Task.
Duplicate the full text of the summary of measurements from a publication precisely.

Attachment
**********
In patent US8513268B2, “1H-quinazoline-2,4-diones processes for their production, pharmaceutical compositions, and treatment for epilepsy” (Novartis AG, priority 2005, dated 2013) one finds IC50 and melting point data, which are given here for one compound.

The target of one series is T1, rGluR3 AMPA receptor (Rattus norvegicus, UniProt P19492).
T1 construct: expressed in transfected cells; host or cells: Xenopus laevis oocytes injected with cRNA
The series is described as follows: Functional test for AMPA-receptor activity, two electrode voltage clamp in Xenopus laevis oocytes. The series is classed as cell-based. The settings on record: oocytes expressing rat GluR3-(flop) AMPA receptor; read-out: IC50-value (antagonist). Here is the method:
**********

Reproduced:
In patent US8513268B2, “1H-quinazoline-2,4-diones processes for their production, pharmaceutical compositions, and treatment for epilepsy” (Novartis AG, priority 2005, dated 2013) one finds IC50 and melting point data, which are given here for one compound.

The target of one series is T1, rGluR3 AMPA receptor (Rattus norvegicus, UniProt P19492).
T1 construct: expressed in transfected cells; host or cells: Xenopus laevis oocytes injected with cRNA
The series is described as follows: Functional test for AMPA-receptor activity, two electrode voltage clamp in Xenopus laevis oocytes. The series is classed as cell-based. The settings on record: oocytes expressing rat GluR3-(flop) AMPA receptor; read-out: IC50-value (antagonist). Here is the method: